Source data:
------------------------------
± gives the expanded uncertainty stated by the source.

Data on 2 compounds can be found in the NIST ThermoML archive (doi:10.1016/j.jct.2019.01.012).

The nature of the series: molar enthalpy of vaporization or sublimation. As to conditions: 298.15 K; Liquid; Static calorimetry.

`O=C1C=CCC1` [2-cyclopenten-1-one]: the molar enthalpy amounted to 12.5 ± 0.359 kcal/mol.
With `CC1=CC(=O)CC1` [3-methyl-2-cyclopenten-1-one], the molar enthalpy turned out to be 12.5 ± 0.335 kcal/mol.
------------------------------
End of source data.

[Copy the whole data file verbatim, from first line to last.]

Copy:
± gives the expanded uncertainty stated by the source.

Data on 2 compounds can be found in the NIST ThermoML archive (doi:10.1016/j.jct.2019.01.012).

The nature of the series: molar enthalpy of vaporization or sublimation. As to conditions: 298.15 K; Liquid; Static calorimetry.

`O=C1C=CCC1` [2-cyclopenten-1-one]: the molar enthalpy amounted to 12.5 ± 0.359 kcal/mol.
With `CC1=CC(=O)CC1` [3-methyl-2-cyclopenten-1-one], the molar enthalpy turned out to be 12.5 ± 0.335 kcal/mol.